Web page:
Whereas all vendors should benefit from the absence of Huawei, particularly in Europe and the US, Nokia should benefit more as it is an end-to-end supplier like Huawei, according to a new report.
Nokia is one of the pioneers of the mobile industry but it has been struggling in recent years.
The company’s mobile access division still dwarfs its other business units and it has yet to fully reap the benefits of the 2016 acquisition of Alcatel-Lucent.
“Clearly, the process of transforming Nokia from a mobile-only infrastructure provider into a broader based end-to-end communications infrastructure player has taken longer than expected,” said Gareth Owen, Associate Research Director at Counterpoint Research.
The report said that Nokia looks broadly on track to revive its 5G RAN (Radio Access Network) business in the short-term.
“Although the loss of the Verizon contract in the US was clearly disappointing, the company has won several RAN contracts since then, including a major contract to replace Huawei at BT,” Owen said.
Nokia has won several strategic non-RAN contracts from a number of high-profile players during the past few months.
These include Apple, Baidu, Tencent, Dish Networks and most recently Equinix.
Nokia is well-positioned to benefit from the 5G investment spending cycle from communications service providers (CSPs) and enterprises and will be buoyed by other macro trends such as Covid-19 related bandwidth demands (both in mobile and fixed networks) as well as the trend towards converged and multi-use networks.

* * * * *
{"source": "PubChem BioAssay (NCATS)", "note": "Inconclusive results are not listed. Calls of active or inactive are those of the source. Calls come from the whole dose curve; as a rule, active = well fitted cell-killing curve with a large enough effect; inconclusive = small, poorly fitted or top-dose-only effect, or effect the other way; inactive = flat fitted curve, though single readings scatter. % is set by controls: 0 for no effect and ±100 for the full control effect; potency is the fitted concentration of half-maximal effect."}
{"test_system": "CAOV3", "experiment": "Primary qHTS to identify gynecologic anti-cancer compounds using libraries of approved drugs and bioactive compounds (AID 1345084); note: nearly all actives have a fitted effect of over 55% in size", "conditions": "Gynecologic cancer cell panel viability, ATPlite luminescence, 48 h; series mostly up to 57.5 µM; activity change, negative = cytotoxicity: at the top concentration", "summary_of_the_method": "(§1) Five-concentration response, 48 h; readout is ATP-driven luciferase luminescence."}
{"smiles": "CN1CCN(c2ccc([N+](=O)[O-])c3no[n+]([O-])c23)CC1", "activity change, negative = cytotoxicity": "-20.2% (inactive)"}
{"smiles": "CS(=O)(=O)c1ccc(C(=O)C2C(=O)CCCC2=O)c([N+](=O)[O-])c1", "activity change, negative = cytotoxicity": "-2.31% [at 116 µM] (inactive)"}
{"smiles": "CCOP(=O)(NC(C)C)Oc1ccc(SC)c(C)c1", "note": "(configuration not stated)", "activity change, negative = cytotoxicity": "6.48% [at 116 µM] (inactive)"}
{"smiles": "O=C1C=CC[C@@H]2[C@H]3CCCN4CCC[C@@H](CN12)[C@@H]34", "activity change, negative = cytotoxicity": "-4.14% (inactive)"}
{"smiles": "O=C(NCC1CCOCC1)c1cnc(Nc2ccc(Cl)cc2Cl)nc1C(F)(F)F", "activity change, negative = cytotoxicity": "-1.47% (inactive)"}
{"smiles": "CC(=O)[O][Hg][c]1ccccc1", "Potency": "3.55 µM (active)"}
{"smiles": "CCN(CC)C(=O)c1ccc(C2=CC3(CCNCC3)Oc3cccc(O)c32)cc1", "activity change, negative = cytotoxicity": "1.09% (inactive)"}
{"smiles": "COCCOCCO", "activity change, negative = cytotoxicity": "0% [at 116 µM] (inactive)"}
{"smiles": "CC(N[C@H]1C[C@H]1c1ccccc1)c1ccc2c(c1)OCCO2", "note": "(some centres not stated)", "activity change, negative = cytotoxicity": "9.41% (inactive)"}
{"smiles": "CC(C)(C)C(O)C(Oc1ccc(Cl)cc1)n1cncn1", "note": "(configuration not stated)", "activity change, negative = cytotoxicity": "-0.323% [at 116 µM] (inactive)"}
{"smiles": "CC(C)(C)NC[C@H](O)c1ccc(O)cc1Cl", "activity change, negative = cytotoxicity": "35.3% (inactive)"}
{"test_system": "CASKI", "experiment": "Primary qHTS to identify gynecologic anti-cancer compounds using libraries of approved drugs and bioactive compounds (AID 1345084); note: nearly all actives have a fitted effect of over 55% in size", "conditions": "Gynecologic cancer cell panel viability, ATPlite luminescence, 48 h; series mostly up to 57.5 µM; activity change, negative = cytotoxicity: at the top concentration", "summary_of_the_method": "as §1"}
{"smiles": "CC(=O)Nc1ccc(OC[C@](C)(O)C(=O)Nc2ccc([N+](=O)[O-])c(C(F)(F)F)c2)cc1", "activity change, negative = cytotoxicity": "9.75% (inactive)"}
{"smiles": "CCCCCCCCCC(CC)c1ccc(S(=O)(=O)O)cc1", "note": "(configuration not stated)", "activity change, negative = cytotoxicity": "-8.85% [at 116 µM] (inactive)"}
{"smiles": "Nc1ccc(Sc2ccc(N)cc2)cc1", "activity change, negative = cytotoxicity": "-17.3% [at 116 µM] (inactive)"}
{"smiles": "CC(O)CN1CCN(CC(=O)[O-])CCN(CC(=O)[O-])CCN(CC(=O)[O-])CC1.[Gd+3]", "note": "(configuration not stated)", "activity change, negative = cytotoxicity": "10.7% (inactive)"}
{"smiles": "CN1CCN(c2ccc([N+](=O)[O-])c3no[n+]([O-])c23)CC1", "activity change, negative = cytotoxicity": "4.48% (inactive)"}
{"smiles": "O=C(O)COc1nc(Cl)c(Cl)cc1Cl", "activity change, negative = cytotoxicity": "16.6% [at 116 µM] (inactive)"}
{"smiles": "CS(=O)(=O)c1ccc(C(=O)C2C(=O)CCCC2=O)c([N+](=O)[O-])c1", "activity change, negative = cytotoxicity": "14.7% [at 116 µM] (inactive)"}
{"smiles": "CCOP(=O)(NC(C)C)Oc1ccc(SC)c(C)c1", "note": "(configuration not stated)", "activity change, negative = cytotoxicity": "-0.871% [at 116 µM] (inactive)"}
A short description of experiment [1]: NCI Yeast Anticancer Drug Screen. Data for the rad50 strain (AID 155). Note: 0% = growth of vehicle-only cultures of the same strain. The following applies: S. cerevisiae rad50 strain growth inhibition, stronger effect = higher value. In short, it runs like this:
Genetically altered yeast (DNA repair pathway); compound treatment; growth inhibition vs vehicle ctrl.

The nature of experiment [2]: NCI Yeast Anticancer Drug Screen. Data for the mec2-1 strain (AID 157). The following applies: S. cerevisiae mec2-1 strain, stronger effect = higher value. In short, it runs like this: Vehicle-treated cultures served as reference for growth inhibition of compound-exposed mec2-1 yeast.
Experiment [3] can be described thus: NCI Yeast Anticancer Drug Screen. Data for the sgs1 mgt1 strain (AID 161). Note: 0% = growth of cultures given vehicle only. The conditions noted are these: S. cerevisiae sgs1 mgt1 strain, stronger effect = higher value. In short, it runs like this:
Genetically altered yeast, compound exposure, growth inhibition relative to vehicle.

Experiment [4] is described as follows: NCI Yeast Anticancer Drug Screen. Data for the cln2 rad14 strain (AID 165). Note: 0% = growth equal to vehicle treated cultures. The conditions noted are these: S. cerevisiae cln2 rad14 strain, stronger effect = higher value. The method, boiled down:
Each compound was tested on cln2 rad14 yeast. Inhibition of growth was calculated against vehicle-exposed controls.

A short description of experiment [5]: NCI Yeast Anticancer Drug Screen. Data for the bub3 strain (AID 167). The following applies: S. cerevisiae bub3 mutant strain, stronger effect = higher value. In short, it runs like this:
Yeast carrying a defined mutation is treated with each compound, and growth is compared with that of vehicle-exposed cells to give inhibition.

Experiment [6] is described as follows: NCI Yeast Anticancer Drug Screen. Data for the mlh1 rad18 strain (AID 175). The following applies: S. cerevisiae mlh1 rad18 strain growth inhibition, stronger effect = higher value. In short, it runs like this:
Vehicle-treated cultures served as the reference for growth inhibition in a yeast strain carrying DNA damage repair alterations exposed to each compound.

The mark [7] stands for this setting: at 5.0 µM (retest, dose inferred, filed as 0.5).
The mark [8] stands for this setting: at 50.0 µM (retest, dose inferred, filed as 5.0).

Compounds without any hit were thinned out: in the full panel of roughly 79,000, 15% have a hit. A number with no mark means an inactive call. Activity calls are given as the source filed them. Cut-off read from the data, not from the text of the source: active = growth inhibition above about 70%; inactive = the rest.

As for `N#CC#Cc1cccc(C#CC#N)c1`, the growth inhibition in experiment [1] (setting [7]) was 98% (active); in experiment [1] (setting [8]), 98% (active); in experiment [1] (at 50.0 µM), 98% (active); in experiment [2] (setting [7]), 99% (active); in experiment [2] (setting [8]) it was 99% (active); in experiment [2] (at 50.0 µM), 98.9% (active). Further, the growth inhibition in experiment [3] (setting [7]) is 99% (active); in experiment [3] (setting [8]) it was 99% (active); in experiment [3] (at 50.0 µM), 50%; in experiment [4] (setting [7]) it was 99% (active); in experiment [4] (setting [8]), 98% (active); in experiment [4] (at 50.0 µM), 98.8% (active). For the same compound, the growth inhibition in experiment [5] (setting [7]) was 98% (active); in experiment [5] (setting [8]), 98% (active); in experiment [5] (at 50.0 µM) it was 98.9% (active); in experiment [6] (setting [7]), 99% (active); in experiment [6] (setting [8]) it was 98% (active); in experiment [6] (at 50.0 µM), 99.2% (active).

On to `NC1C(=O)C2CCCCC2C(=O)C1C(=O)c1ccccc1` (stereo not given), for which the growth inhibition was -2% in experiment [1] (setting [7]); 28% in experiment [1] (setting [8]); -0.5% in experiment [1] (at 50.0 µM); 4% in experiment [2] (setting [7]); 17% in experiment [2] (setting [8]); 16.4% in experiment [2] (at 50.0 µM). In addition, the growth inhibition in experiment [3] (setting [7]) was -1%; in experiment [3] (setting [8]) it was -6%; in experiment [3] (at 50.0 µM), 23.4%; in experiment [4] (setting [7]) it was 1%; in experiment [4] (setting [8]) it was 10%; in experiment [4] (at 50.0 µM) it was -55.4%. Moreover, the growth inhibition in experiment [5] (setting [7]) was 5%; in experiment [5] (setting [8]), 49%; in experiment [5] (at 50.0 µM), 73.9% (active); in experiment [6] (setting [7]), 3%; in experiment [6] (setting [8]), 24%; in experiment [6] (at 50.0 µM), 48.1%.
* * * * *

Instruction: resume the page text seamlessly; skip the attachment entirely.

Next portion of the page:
However, there are some execution risks in the short term.
“With Huawei banned from several markets, Nokia must demonstrate that it can increase its RAN market share over the next few months and years in the face of stronger competition from Samsung Networks and open RAN new entrants,” Owen elaborated.
As well as benefiting from the 5G RAN opportunity, Nokia is also focused on diversification away from its core MNO (mobile network operator) customer base.
Backed by the world renowned Bell Labs, the company has significant competitive strengths in technology, including in-house silicon expertise.
However, with the transition to Cloud RAN and the introduction of open RAN, the mobile industry ecosystem will witness unprecedented changes over the next 5-10 years with many new entrants.
“To survive in this new world, incumbents such as Nokia must urgently address this challenge and adapt accordingly. The company’s efforts to lead in the open RAN space is clearly an example of this,” Owen said.
There will be changes at Nokia in 2021 as new CEO Pekka Lundmark implements his vision to re-position the company for the future.
“Nokia needs to urgently increase R&D investment, especially in 5G, including sorting out any 5G product performance and quality issues”.